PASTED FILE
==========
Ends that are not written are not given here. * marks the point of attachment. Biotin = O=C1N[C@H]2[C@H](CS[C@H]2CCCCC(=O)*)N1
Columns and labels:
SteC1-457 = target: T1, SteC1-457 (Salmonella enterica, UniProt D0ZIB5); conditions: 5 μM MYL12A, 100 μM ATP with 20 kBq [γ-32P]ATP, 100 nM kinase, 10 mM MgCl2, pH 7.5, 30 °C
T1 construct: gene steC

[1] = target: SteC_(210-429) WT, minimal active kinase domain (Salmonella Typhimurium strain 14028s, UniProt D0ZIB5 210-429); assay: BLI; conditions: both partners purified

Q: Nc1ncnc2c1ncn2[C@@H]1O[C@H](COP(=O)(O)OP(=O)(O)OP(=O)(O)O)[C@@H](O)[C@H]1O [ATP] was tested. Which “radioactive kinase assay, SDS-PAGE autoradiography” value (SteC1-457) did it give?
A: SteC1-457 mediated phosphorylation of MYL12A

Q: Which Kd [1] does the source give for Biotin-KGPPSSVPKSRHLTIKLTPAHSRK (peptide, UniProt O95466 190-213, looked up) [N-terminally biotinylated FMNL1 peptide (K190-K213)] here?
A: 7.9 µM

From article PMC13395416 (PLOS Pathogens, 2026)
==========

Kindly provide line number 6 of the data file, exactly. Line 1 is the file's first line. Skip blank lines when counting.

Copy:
Q: Nc1ncnc2c1ncn2[C@@H]1O[C@H](COP(=O)(O)OP(=O)(O)OP(=O)(O)O)[C@@H](O)[C@H]1O [ATP] was tested. Which “radioactive kinase assay, SDS-PAGE autoradiography” value (SteC1-457) did it give?